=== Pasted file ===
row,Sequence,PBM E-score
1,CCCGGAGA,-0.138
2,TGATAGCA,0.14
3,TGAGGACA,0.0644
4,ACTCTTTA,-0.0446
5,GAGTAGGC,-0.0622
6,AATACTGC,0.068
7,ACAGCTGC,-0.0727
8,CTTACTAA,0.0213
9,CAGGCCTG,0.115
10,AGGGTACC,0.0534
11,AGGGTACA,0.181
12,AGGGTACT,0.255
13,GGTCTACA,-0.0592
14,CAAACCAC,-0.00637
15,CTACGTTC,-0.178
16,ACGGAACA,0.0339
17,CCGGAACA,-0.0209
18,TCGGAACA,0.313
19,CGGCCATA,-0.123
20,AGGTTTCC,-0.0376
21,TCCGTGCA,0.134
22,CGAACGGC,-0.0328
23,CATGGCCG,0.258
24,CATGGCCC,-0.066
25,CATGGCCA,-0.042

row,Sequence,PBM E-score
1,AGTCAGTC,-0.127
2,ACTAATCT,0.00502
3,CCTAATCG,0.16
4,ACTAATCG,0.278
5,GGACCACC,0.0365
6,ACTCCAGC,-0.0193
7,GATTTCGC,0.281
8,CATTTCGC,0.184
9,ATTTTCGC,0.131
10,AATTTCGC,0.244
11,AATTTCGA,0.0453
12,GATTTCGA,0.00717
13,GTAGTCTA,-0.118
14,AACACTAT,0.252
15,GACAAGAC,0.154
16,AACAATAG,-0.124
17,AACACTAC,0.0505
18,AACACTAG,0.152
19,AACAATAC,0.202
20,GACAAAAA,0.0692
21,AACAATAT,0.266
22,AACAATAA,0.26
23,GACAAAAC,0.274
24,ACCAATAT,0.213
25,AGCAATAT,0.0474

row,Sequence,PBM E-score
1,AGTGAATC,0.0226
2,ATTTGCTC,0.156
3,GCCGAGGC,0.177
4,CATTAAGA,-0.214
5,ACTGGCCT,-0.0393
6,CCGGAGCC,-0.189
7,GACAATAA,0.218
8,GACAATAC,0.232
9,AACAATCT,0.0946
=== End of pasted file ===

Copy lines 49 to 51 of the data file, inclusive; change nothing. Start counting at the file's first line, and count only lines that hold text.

22,AACAATAA,0.26
23,GACAAAAC,0.274
24,ACCAATAT,0.213